|Austria Table of Contents
The Czech boycott of the Austrian parliament enabled the German Austrian Liberals to dominate the government of Austria until the late 1870s. They used their position to block concessions to Czechs and Poles in the early days of the Dual Monarchy, and they further protected their interests in 1873 by altering the franchise law to increase the representation in parliament of their constituency--the urban, ethnically German population and assimilated Jews. The Liberals' legislative program focused on anticlerical measures, but conflict over foreign policy issues, not religious ones, caused the Liberals' fall from power in 1879. The Liberals opposed the annexation of Bosnia and Hercegovina--which was favored by the emperor--and claimed certain powers in the conduct of foreign policy that Franz Joseph saw as an infringement on his sovereign authority.
After the fall of the Liberals, a nonparty government known as the Iron Ring was formed under Eduard Taaffe. Intended to encircle and limit the influence of the Liberals, the Iron Ring represented court interests and enjoyed broad support from clerical parties, German Austrian conservatives, Poles, and Czech representatives, who had decided to end their boycott. Backed by this comfortable parliamentary majority, the executive branch was able to operate smoothly. Although the concessions given the Czechs in return for their support were linguistic and cultural rather than political, the concessions raised sensitive issues because the expanded use of the Czech language in Bohemian public life weighed heavily on the ethnic German minority.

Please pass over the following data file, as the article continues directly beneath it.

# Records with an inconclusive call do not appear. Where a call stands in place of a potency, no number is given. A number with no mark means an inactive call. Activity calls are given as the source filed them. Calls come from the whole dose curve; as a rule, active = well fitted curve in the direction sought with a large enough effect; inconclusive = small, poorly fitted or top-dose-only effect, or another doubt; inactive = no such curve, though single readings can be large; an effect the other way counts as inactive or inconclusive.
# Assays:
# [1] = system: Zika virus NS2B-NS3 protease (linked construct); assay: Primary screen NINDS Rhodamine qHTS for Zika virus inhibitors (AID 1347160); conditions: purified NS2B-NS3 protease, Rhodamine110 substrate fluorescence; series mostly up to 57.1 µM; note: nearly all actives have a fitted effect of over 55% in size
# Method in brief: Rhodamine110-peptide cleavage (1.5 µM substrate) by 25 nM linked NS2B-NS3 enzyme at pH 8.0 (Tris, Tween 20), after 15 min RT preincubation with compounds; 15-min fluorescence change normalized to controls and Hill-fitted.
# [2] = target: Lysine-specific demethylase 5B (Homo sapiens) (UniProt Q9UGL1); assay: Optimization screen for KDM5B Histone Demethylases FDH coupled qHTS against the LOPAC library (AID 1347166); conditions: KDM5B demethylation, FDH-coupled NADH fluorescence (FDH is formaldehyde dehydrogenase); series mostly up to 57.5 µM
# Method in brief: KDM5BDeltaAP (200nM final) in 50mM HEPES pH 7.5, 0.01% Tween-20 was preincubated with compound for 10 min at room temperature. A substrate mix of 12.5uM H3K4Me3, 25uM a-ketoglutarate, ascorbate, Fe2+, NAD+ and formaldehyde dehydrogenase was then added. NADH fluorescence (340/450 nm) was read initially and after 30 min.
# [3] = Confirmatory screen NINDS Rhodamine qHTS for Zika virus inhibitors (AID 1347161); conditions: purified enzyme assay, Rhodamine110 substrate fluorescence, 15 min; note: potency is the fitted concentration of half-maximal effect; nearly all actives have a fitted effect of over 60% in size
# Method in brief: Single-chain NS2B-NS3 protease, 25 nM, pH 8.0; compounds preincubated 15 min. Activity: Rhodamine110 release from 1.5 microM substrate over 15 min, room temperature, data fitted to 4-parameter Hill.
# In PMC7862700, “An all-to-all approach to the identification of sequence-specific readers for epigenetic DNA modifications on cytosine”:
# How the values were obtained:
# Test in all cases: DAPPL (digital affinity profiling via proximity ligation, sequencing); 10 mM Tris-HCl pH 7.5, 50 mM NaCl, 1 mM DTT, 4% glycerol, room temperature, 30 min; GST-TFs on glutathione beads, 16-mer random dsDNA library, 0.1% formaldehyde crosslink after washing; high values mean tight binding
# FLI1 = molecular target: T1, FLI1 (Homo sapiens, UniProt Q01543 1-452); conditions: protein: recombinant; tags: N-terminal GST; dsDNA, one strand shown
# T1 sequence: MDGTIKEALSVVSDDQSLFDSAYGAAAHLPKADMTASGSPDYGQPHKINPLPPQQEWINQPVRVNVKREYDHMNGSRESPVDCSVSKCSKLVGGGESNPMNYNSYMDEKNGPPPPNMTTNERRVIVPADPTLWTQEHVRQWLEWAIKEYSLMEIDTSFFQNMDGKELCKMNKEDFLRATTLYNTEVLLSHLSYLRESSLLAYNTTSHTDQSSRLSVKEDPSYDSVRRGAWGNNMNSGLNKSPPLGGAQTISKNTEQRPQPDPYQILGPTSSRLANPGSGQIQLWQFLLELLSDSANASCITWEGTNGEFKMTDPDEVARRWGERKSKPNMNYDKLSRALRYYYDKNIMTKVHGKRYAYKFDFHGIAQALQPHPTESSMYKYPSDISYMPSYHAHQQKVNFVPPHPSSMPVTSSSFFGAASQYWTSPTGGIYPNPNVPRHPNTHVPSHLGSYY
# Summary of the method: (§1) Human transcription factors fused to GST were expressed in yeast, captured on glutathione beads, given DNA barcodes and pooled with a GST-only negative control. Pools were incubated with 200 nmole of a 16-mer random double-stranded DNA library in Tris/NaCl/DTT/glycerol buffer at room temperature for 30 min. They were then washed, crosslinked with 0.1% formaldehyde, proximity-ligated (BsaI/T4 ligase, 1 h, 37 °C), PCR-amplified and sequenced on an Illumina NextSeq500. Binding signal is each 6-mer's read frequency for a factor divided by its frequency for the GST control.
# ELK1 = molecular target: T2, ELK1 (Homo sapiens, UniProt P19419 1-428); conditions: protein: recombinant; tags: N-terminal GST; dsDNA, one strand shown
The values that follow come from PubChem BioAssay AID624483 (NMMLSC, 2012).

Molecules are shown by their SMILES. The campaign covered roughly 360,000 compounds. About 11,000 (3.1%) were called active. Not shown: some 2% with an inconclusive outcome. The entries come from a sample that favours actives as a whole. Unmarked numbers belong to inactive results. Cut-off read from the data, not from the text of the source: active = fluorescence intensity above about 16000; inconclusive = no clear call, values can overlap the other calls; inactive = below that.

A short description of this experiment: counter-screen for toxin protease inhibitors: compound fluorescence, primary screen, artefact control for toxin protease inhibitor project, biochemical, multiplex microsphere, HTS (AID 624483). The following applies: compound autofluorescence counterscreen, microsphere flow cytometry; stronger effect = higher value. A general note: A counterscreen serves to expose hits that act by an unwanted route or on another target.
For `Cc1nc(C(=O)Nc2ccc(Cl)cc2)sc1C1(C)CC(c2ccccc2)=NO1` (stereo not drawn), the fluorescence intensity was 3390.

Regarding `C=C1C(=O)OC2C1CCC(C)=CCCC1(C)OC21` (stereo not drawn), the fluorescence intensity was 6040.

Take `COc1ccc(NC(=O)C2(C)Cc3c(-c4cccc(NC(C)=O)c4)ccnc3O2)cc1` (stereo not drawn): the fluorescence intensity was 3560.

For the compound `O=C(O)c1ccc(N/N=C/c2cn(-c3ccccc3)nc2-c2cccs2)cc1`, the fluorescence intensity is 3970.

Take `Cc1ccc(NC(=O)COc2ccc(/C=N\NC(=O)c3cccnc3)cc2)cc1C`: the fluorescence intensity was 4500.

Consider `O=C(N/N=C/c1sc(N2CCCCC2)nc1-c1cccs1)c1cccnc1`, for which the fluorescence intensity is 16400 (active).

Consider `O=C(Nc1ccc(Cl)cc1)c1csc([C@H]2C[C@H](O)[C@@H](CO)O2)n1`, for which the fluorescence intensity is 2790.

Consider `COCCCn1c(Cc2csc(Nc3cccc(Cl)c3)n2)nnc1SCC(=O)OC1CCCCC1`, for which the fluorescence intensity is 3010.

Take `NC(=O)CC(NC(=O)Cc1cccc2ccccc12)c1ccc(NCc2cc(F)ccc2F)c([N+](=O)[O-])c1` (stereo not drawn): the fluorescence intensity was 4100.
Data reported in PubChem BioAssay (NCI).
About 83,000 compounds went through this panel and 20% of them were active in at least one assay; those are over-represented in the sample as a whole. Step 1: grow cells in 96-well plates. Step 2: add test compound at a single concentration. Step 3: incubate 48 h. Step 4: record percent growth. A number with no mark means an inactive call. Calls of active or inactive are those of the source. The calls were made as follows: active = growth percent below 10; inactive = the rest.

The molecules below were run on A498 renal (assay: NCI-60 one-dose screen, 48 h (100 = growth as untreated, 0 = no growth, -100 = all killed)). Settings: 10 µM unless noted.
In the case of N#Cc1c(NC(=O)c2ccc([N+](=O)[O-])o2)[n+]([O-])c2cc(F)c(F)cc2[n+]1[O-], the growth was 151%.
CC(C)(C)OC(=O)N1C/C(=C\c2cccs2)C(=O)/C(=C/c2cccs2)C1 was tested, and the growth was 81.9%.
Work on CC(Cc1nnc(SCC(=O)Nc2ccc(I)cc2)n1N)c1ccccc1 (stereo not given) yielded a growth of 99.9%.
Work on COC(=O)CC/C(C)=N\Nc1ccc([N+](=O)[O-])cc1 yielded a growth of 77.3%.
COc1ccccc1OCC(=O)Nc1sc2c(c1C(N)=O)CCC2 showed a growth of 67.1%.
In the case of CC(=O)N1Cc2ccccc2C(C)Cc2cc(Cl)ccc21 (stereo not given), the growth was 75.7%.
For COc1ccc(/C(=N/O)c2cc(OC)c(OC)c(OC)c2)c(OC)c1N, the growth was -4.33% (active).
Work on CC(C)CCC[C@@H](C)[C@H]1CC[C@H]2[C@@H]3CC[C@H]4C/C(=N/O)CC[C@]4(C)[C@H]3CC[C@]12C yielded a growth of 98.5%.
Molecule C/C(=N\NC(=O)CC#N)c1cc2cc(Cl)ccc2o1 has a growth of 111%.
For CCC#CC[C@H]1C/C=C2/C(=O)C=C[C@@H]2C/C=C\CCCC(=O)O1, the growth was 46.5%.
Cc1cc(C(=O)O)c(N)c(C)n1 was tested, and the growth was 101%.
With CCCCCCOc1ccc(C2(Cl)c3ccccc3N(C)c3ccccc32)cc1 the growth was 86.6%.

The major legislative initiative of the Taaffe government was the 1883 franchise reform. This measure broadened the ocioeconomic base of the electorate and thus weakened the support of the Liberals while strengthening the conservatives. An even broader franchise reform was proposed in 1893 after the election of 1891, which had been conducted in an atmosphere of heightened ethnic tensions in Bohemia. The proposed reform would have given the vote to all male citizens over the age of twenty-five and thus diluted still further the middle-class urban vote that the court associated with fervid nationalism. The bill, however, was widely rejected by the conservative backers of the Iron Ring, and Taaffe resigned.
Ethnic tensions, however, did not subside, even though a modified version of the franchise legislation proposed in 1893 was ultimately enacted. With the parliament highly fragmented both nationally and politically, Minister-President Count Kasimir Badeni offered new concessions to the Czechs in 1897 to forge the majority coalition he needed to conduct customs and trade policy negotiations with the Hungarians. These concessions, which dealt with the use of the Czech language by the bureaucracy, inflamed German-speaking Austrians. Violent rioting on a nearrevolutionary scale erupted not only in Bohemia but also in Vienna and Graz. The Badeni government fell. Because no effective majority could be assembled in the polarized parliament, the government increasingly used emergency provisions that allowed the emperor to enact laws when parliament was not in session.